In this post I want to share with you my early experience with using Microsoft Azure Backup Server (MABS) in production. I rolled it out a few weeks ago, and it’s been backing up our new Hyper-V cluster for 8 days. Lots of people are curious, so I figured I’d share information about the quality of the experience, and the amount of storage that is being used in the Azure backup vault.
What is Azure Backup Server?
Microsoft released the free (did I say free?) Microsoft Azure Backup Server last year to zero acclaim. The reason why is for another day, but the real story here is that MABS is:
- The latest version of DPM that does not require any licensing to be purchased.
- With the only differences being that it doesn’t do tape drives and it requires an Azure backup vault.
- It is designed for disk-disk-cloud backup.
- It supports Hyper-V, servers and PCs, SQL Server, SharePoint, and Exchange.
- It is free – no; you don’t have to give yellow-box-backup vendors from the 1990s any more money for their software that was always out of date, or those blue-box companies where the job engine rarely worked once you left the building.
The key here is disk-disk-cloud. You install MABS on an on-premises machine instead of the usual server backup product. It can be a VM or a physical machine, running Windows Server (Ideally WS2012 or later to get the bandwidth management stuff).
MABS uses agents to backup your workloads to the MABS server. The backup data is kept for a short time (5 days by default) locally on disk. That disk that is used for backup must be 1.5 x the size of the data being protected … don’t be scared because RAID5 SATA or Storage Spaces parity is cheap. The disk system must appear in Disk Management on the MABS machine.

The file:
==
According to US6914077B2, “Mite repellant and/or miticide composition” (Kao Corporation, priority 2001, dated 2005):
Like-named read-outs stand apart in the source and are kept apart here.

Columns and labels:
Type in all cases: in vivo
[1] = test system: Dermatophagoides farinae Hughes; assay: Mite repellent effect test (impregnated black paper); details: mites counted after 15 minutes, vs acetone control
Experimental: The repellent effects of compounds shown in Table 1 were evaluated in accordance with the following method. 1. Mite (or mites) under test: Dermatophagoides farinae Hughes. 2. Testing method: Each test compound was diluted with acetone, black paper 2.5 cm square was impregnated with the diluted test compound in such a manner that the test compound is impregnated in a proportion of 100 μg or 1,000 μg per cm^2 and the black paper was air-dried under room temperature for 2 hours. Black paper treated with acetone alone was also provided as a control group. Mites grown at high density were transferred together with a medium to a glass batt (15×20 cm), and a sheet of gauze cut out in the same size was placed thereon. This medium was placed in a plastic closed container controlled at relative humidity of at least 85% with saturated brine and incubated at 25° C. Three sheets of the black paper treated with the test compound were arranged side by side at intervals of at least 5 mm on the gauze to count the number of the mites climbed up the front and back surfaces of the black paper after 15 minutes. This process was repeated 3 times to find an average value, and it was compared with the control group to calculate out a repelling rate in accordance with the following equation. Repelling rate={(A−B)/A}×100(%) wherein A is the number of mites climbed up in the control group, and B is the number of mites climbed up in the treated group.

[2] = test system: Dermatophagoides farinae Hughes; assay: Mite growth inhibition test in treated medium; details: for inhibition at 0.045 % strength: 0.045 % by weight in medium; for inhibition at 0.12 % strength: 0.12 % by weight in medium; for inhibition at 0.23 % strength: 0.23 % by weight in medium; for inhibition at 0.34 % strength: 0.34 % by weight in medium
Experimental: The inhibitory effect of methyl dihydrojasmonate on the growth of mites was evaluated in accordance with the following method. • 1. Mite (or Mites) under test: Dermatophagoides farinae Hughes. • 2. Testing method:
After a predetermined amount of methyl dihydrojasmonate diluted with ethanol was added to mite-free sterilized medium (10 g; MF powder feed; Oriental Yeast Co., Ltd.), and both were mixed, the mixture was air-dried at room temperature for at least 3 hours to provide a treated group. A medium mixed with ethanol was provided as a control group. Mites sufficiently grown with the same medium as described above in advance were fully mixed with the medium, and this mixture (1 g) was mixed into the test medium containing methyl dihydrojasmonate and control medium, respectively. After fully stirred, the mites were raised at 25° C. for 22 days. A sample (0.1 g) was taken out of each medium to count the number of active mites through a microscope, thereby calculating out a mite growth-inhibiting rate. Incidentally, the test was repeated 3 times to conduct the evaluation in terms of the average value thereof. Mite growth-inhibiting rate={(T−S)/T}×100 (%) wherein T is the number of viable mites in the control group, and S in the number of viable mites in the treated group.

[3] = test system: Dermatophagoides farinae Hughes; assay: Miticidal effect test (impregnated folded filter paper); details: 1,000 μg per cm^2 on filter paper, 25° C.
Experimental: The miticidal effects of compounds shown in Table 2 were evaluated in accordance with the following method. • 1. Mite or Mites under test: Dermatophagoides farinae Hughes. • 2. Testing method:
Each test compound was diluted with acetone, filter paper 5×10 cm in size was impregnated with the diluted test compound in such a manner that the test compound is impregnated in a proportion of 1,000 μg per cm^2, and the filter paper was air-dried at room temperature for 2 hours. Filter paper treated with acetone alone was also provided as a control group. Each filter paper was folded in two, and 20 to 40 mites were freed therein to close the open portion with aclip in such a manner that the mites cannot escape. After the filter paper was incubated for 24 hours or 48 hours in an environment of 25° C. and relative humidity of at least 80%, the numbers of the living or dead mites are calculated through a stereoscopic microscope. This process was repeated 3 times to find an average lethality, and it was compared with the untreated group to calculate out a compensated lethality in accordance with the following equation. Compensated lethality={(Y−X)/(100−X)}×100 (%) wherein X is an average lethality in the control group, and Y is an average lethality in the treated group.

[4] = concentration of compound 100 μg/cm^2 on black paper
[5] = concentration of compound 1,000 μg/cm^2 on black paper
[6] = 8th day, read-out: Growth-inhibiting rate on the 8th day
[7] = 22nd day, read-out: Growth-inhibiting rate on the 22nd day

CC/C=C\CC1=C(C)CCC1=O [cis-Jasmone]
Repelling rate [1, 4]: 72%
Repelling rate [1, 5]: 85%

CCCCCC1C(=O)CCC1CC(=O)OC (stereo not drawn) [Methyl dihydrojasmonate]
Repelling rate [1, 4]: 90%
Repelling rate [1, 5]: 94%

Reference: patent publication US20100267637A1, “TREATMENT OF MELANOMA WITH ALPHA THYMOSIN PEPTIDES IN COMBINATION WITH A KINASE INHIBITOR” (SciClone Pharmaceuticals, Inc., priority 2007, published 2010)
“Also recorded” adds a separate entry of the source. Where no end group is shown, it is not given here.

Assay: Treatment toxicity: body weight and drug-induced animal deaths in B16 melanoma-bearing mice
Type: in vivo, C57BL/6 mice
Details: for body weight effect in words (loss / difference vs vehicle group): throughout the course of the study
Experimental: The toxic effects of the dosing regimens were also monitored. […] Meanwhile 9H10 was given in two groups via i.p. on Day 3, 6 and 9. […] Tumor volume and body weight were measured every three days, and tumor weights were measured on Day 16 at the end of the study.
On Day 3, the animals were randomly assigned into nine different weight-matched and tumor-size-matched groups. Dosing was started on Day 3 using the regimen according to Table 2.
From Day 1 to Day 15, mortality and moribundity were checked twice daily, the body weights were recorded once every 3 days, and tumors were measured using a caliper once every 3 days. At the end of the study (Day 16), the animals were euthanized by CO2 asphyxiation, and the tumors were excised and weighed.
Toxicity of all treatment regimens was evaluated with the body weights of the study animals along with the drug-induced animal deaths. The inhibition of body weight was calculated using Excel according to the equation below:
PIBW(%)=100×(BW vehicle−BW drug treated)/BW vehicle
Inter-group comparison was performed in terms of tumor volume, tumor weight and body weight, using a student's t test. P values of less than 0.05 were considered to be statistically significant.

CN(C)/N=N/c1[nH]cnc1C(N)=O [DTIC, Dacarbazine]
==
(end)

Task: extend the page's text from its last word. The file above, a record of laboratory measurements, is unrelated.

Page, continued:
As I said, backup data is kept for a short while locally on premises. The protection policy is configured to forward data to Azure for long-term protection. By default it’ll keep 180 daily backups, a bunch of weeklies and monthlies, and 10 yearly backups – that’s all easily customized.
All management (right now) is done on the MABS server. So you do have centralized management and reporting, and you can configure an SMTP server for email alerts.
And did I mention that MABS is free? All you’re paying for here is for Azure Backup:
- Block blob storage (LRS or GRS)
- Instance charges based on what you are protecting in the MABS protection policies
Please note that you do not need to buy OMS or System Center to use Azure Backup (in any of it’s forms), as some wing of Microsoft marketing is trying to incorrectly state.
Microsoft has documented the entire setup of MABS. It’s not in depth, but it’s enough to get going. The setup is easy:
- Create a backup vault in Azure
- Download the backup vault credentials
- Download MABS
- Install MABS and supply the backup vault credentials
The setup is super easy. It’s easy to configure the local backup storage and re-configure the Azure connection. And agents are easy to deploy. There’s not much more that I can say to be honest.
Create your protection groups:
- What you want to backup